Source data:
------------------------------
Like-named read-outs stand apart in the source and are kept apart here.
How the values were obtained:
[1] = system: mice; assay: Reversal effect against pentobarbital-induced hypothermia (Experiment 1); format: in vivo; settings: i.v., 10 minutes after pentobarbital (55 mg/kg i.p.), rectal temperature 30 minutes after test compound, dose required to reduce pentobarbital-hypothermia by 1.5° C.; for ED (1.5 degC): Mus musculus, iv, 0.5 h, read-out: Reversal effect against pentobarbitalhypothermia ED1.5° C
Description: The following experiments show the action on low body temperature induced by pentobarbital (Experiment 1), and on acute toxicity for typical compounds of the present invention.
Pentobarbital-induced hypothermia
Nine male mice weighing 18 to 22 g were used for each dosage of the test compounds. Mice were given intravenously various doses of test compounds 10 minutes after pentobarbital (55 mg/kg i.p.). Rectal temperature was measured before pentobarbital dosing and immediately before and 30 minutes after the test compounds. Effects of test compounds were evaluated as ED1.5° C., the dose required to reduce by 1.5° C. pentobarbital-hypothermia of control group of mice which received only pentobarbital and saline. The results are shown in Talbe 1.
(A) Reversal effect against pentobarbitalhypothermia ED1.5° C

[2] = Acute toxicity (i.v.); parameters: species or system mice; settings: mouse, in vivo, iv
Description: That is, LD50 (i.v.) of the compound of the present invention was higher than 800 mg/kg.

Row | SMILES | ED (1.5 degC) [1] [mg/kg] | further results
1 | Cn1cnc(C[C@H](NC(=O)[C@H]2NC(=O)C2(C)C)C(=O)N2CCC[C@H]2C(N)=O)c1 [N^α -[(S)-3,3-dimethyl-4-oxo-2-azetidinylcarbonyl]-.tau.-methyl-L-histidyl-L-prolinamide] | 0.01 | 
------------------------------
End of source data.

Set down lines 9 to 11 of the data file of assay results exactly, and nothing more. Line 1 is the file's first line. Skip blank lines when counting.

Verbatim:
Description: That is, LD50 (i.v.) of the compound of the present invention was higher than 800 mg/kg.

Row | SMILES | ED (1.5 degC) [1] [mg/kg] | further results
1 | Cn1cnc(C[C@H](NC(=O)[C@H]2NC(=O)C2(C)C)C(=O)N2CCC[C@H]2C(N)=O)c1 [N^α -[(S)-3,3-dimethyl-4-oxo-2-azetidinylcarbonyl]-.tau.-methyl-L-histidyl-L-prolinamide] | 0.01 | 